What Do Mormons Believe About Abortion?

“We affirm the sanctity of life and of its importance in God’s eternal plan.”
—The Family: A Proclamation to the World

Years ago I was in Salt Lake City for a conference of members of our church. Picketing outside the conference center were opponents of our faith who proclaimed, among other things, that we ought to shun abortion. This puzzled me, because we openly teach that abortion is, simply put, wrong.

As a physician, I can’t help but use the opportunity of this post to clarify the term abortion. Medically, an abortion is essentially any termination of a pregnancy before the fetus can survive outside the womb. This includes spontaneous abortions, commonly known as miscarriages. Of course Mormons do not consider a spontaneous abortion to be morally wrong. The type of abortion we are concerned with in this discussion is an elective abortion, or one that is performed to kill and remove a fetus that has not yet died on its own.

As I think back on the group protesting our stance on abortion, perhaps they protested the fact that we do not have an absolute prohibition on elective abortion. There are instances in which a member can perform an elective abortion and remain in good standing in the church, such as forced rape or when a physician determines the life of the mother is at risk or the baby will not survive beyond birth. Even in these circumstances, it is a weighty decision that parents should not take lightly.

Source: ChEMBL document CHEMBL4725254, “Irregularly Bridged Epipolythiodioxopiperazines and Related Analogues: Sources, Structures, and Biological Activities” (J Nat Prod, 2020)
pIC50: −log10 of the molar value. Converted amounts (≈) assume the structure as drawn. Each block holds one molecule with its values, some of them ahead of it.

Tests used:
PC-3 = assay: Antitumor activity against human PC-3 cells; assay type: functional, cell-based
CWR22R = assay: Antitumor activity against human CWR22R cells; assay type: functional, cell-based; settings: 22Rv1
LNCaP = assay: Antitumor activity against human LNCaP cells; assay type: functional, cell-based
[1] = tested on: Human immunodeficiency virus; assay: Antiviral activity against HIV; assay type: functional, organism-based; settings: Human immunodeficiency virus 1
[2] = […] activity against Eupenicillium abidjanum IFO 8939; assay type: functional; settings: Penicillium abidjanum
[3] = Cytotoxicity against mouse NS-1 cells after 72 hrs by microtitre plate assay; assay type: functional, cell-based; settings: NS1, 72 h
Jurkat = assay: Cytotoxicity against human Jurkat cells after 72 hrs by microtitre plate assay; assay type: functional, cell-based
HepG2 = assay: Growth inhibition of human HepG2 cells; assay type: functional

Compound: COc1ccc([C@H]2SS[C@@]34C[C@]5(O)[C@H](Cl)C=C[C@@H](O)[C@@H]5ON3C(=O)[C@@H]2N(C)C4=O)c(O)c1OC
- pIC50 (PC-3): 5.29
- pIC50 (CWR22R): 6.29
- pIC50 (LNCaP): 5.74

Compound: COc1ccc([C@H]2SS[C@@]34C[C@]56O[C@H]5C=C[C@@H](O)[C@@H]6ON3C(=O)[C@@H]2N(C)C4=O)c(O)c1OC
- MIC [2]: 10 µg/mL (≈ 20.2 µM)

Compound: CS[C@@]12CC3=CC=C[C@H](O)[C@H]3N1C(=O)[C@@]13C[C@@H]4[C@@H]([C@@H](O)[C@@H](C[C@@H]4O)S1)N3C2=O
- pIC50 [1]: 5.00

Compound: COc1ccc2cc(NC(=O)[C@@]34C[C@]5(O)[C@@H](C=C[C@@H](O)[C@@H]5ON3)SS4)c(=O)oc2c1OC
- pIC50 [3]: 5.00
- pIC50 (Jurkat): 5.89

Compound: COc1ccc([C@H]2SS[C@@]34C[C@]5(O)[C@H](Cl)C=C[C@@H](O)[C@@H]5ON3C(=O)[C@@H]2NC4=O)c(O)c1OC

We believe that life is sacred. Abortion is the willful ending of a very new life, and God will hold all accountable who choose to destroy life in this manner.

Question Box: The Mormon Bible

From the question box: Does the Mormon Bible have the book of revelation in it?

Short answer: yes.

Our church has four officially canonized books of scripture, of which the Bible is one. We use and love the Bible because it is a book that contains revealed truth about God and Jesus Christ. No other book in our canon is referred to as a “Bible”, so when you say “the Mormon Bible”, you are really talking about the same Bible used by any other Christian church. In that sense, our Bible has the book of Revelation in it just like any other Bible does.

However, when somebody refers to “the Mormon Bible”, we assume they mean The Book of Mormon, which is another book in our canon of scripture. It is the testimony of Jesus Christ as recorded by a branch of the house of Israel that emigrated from Jerusalem before the Babylonian captivity. It contains many great truths, prophecies and testimonies of Jesus Christ, but it does not have the Revelation of John referred to in the question.

For more information as well as a discussion of our other books of scripture, you can follow the links below:

More Than the Bible?

The Book of Mormon: The Mormons’ Bible?

The Book of Mormon: Another Testament of Jesus Christ

What Do Mormons Believe: Spiritual strength